img_2678

 

 

I celebrate the choice this school made to invest in their teachers. Changing practices takes time. The teachers were given that time and support.

What can you celebrate? Share your celebrations with the world at Ruth Ayres Writes.

What can you celebrate? Share your celebrations with the world at Ruth Ayres Writes.

Flashback

Be sure to visit Two Writing Teachers for more slices of life.

Be sure to visit Two Writing Teachers for more slices of life.

“You’ve got the job,” Mr. Reed said. “You start in February.”

My first teaching job! Fifth grade, my dream grade! I had just graduated in December and couldn’t believe my luck getting a job mid year. I would be finishing the year for a teacher who was having a baby and she did not want to return.

All the memories came flooding back as I walked into my first school a few weeks ago. I’m back working where my career started. This time I’m working with teachers, not students.

The building I taught in had been torn down. Additions sprouted from the original school. I recognized nothing in the school, but the street had not changed. I wandered down long halls looking for remnants of the previous building, but found nothing familiar. However, I did find something to make me smile as I explored.

img_0978

Harold and his purple crayon

Tacky, the penguin

Tacky, the penguin

Charlotte, Wilbert, and Olivia

Charlotte, Wilbur, Templeton, and Olivia

The very hungry caterpillar and the cat and mice from Mouse Paint

The very hungry caterpillar and the cat and mice from Mouse Paint

What a delight to find these friends! The art teacher (who just retired) and his students were responsible for these perfect replications. Maybe he will come back and add some more.

Who says you can’t go home again? I’m right back where it all began for me.

Celebrate Learning

celebrate newThis week, the gusting winds pushed me every time I stepped outside. I watched the trees in the yard shake, bend, but yet remain intact, no broken limbs. The howling winds and gray skies make me want to hibernate just a bit longer, even though I am surrounded by the pop of color blooming. The cold I caught two weeks ago, still hung on zapping my energy level. I’m ready to shake it off (as Taylor Swift says). If only the winds could blow it away! But this is not the day for wallowing in misery, this is the day to reflect on the week to find the blatant or hidden celebrations.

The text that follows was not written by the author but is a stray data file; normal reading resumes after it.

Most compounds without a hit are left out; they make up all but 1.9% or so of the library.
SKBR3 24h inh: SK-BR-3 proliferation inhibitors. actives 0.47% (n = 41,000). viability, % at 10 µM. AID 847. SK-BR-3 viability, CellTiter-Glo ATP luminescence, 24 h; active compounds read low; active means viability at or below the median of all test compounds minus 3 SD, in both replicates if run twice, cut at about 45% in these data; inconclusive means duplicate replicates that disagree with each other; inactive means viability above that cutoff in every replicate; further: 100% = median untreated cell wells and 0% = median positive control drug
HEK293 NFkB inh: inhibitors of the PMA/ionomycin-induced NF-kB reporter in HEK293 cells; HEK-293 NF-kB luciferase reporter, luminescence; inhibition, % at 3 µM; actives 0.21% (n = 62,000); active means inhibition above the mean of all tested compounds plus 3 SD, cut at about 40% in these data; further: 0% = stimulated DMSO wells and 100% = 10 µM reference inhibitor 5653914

I celebrate the school I’ve been working with for the last two years. This week we had our final meeting days. Last year our focus was on reading. We spent this year developing writer’s workshop in the K-4 classrooms. A few weeks ago, I was able to observe every class for the entire writing workshop period. The teachers work at developing writer’s workshop, and they are noticing changes in their students. Is it perfect in every class? Not yet, but their willingness to try is something to celebrate.

This school promotes learning. Several grades are having a change in their staff. The new teachers were invited to our final meeting to get a glimpse of the work we have been doing. I was able to give the teachers some professional books to read over the summer. They want to know and learn best practices. Their quest for information is something to celebrate.

Since these were my last days in a school, I declare I am starting my summer break. ๐Ÿ™‚ (This is the joy of retirement.) I do have a few professional development days popping up. I am so looking forward to Ruth coming to work with me and my fellow trainers in my town. Then of course, there is the All Write conference in June, too. I celebrate the anticipation of those days of learning.